Why India’s e-commerce start-ups are on investors’ radars

19 July, 2021 12:00 AM printer

India's shoppers are shunning brick-and-mortar outlets for the convenience and security of the web.

A validation of the trend in the country that is set to overtake China as the world’s most populous nation came last week with Walmart-owned Flipkart – India's rival to Amazon – raising $3.6 billion in new financing ahead of an expected initial public offering (IPO), report agencies.

“We have started to see a select few players cornering most of the market share,” said Nikhil Kamath, co-founder of asset management company True Beacon and brokerage Zerodha. “Naturally, competition has gotten intense.”

Digital payments company Paytm, backed by SoftBank, is seeking regulatory approval to raise more than $2.2bn in what would be one of the country's biggest stock market listings.

While the pandemic may dent the pace of economic expansion, online sales are growing in tandem with the increasing uptake in digitilisation of businesses amid the Coivd-19 pandemic.

E-commerce sales in Asia's third-largest economy are projected to grow 18.2 per cent annually between 2021 and 2025 to 8.8 trillion rupees ($120bn), according to consulting firm GlobalData. E-commerce payments are forecast to grow 16.8 per cent this year to 4.5tn rupees, compared to 12.2 per cent growth in 2020.

“The Covid-19 crisis has accelerated the digital payments shift in India and opened e-commerce to a whole new set of consumers and merchants who were not using online channels earlier,” said Ravi Sharma, the banking and payments lead analyst at GlobalData.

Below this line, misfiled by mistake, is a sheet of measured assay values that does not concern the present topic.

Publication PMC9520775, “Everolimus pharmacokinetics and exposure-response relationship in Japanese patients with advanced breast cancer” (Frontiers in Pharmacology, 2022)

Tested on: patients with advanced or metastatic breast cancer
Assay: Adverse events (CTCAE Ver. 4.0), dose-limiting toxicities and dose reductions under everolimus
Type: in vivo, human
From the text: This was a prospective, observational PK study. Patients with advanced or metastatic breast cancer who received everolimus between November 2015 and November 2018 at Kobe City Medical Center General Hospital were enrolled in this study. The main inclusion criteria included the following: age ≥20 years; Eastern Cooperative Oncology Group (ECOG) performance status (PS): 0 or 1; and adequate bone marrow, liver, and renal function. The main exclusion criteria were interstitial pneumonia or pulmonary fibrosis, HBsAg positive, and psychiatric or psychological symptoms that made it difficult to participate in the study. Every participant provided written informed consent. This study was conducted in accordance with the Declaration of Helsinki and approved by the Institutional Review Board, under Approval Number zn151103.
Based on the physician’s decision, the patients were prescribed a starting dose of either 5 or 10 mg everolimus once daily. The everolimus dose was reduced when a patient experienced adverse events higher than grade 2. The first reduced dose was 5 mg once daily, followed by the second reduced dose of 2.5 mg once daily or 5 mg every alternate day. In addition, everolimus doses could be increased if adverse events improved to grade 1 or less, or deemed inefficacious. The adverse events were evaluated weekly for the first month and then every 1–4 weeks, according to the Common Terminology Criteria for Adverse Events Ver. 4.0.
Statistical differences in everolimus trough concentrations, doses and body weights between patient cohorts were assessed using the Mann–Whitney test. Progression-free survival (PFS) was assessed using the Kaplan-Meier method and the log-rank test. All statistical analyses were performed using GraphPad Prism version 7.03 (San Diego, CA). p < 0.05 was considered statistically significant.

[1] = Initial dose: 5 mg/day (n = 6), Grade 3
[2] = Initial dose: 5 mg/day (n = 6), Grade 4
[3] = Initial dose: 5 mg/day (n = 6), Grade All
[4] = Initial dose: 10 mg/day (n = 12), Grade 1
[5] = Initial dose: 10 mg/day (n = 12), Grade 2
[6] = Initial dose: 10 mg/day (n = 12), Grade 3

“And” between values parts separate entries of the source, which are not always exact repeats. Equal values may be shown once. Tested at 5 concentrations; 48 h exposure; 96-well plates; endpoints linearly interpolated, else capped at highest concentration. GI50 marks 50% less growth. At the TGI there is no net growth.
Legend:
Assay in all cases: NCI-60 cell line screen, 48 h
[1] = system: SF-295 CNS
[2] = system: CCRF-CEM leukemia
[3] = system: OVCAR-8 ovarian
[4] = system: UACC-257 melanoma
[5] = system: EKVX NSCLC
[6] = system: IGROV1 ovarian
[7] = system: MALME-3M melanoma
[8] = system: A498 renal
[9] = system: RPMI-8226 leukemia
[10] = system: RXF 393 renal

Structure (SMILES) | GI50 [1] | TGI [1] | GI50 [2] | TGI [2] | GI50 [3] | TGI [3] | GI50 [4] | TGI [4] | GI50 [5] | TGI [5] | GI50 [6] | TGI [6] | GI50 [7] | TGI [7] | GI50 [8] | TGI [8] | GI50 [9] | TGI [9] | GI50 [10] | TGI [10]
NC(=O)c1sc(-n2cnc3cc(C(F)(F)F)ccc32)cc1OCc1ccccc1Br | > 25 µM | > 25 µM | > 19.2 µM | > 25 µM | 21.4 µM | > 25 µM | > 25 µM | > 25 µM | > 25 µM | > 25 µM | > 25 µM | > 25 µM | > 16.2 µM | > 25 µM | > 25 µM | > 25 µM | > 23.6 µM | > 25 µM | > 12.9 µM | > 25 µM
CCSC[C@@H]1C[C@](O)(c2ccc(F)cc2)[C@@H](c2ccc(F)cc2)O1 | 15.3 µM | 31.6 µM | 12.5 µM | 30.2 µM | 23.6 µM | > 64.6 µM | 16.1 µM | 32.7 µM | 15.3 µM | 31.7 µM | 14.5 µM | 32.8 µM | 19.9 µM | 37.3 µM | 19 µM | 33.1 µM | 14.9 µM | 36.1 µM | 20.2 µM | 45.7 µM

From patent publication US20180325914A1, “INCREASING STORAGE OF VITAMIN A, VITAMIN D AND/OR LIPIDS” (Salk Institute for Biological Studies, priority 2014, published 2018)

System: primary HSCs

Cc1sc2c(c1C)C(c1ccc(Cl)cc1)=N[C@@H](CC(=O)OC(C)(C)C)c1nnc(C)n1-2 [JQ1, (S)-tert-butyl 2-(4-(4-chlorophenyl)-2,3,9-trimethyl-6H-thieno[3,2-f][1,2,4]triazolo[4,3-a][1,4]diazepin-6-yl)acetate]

“Rising consumer preference for online shopping, proliferation of e-retailers and emergence of new payment methods will continue to drive e-commerce growth in India.” Major e-commerce retailers in India, such as Flipkart, Amazon and BigBasket, have seen a rise in orders every month since the outbreak of the pandemic, according to GlobalData. Online purchases of groceries, electronic goods and healthcare products have all registered strong growth, according to the consultancy.

The uptick in e-commerce has been fuelled by a rise of smartphone ownership and internet access, an increase in digital literacy and the Indian government's digital push, Mr Sharma said.

Such a favourable environment is prompting companies in the digital space, particularly established e-commerce platforms, to go public and capitalise on investor interest that can help them expand.

Bangalore-based Flipkart is expected to go for a public listing – this year – as it aims for a $50bn valuation. The company's latest fundraising round saw Japan's SoftBank reinvesting in Flipkart after it sold off its 20 per cent stake to Walmart as part of a deal completed in 2018, when the US retailer took a majority stake in the Indian e-commerce start-up.

lipkart, which has some 350 million registered users, plans to use the funds to expand its operations and boost its fashion and grocery segments.

“With increased competition from both domestic and international players, e-commerce could grow in double digits in the coming years,” said Gaurav Garg, head of research at CapitalVia Global Research, an Indian stock advisory firm.


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